Eye For Film >> Movies >> Curious Light (2011) Film Review
Reviewed by: Andrew Robertson
Curioser and curiouser, in fact, as light falls on the pages of Dodgson's classic. This is the act of looking, rather than the looking glass, all light and shadow across the textured text.
In the programme notes it suggests that "an elusive stay is revisited", makes reference to the act of illumination. Punning, there, text a barely visible component as soft focus and burst of over-exposure, creeping movements of incomprehensible brightness. Silently intermediating, camera falling upon an illustration of a description in words; the rabbit, in close-up, in close-up. There are unnatural angles, bursts of colour, the rough corners of the text catch the light, that jagged skin-tearing track of the guillotine. No heads here to off with, nor hands nor eyes nor sound - just the light, the page, the passage of time.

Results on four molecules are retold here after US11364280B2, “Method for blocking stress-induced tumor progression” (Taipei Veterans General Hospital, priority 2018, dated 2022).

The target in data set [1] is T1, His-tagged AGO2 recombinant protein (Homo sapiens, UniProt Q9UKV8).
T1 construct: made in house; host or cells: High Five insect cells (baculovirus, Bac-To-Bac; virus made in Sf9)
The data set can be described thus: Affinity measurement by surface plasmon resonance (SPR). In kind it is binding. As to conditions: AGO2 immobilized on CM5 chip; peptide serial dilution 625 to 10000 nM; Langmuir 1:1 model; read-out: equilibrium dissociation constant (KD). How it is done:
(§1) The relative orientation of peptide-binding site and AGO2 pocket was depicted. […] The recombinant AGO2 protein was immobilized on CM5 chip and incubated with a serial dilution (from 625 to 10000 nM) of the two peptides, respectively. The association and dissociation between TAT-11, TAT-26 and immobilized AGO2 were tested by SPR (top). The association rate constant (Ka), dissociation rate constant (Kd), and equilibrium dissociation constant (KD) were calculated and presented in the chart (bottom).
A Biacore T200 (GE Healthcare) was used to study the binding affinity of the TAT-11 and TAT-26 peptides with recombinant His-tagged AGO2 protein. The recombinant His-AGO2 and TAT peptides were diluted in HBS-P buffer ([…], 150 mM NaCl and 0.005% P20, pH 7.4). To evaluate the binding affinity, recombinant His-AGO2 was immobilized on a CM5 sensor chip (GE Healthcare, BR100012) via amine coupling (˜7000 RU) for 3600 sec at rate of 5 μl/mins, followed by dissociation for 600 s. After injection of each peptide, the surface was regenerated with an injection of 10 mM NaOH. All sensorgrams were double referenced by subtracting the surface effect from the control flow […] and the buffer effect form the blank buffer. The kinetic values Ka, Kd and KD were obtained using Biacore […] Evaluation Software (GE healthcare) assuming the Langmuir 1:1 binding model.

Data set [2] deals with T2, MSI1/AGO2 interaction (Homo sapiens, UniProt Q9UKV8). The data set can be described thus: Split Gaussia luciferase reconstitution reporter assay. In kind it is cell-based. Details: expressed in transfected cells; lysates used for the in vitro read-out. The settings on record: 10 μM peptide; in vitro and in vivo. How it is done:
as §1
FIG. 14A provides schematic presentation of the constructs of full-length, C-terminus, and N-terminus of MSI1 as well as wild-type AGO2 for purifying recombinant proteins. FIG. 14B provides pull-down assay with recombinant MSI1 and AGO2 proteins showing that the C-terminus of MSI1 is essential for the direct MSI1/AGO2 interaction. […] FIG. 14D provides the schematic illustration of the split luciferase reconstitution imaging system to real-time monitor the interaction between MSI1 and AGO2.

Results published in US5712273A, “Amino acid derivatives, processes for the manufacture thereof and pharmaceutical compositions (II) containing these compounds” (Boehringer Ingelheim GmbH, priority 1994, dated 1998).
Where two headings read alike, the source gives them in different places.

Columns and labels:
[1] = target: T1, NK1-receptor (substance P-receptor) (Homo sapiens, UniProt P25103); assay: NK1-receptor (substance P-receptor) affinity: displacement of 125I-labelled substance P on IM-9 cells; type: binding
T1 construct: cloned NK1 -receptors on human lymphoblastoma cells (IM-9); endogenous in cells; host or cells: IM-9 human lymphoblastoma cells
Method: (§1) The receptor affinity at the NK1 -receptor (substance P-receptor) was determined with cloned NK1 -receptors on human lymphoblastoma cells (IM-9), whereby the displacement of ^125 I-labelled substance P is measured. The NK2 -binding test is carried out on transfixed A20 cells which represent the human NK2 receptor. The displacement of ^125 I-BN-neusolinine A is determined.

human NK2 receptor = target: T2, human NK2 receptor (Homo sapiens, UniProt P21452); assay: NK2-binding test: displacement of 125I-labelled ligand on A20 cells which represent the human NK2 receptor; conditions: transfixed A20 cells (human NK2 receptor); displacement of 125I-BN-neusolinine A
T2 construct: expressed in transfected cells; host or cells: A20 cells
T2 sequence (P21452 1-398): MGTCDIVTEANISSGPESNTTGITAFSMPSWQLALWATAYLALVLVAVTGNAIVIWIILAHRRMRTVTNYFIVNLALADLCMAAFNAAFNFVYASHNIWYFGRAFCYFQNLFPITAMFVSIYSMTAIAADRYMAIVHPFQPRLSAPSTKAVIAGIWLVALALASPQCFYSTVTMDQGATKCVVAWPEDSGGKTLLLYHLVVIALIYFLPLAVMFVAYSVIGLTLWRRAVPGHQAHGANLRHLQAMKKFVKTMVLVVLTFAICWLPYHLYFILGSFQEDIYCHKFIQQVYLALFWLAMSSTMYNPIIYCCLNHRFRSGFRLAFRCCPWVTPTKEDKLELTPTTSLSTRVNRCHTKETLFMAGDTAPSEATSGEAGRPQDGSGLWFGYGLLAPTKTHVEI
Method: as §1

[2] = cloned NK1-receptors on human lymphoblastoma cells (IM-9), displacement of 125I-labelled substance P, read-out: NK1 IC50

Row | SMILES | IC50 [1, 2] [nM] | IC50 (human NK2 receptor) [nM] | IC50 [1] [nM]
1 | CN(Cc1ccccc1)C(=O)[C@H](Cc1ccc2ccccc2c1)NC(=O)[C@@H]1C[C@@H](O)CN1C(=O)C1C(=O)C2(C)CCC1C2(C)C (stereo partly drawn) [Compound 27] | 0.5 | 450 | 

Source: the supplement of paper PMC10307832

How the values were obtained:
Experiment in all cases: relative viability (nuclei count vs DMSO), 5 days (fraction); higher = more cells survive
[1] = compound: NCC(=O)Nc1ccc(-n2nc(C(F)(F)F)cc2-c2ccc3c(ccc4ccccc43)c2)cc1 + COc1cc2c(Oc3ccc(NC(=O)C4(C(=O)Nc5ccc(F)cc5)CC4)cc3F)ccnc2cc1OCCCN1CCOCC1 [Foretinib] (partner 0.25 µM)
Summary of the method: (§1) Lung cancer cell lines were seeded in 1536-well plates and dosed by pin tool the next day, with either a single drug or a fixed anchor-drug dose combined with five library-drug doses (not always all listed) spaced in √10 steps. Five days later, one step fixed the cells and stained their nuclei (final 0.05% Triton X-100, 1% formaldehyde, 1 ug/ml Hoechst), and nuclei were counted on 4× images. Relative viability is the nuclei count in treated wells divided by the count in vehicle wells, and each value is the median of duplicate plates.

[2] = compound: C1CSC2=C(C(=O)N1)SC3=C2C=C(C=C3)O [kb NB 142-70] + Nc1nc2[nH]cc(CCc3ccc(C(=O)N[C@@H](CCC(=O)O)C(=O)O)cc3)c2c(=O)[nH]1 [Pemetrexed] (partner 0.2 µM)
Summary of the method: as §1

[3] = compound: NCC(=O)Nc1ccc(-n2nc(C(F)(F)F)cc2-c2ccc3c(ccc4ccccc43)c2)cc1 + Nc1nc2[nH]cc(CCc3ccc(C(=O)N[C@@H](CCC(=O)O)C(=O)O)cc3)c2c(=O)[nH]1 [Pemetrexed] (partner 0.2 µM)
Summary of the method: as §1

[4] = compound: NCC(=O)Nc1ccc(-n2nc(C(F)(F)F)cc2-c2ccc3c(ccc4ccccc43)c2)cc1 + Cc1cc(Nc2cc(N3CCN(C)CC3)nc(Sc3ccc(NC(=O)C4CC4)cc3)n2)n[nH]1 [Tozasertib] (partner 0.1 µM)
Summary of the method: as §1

Charlotte Price's hand-processed film shows labour, effort, intent, but one wonders if once everyone has been returned to their seats anyone is any better off. There are flickers of brilliance in a literal sense, but figuratively and critically we are looking closely at looking closely at something. A work as oft-filmed as Alice asks for something new, but it is not here. We peer intently, waiting for revelation, insight. There is only colour and movement, a lack of focus. It is abruptly over. All these, indicative.Reviewed on: 19 Jun 2012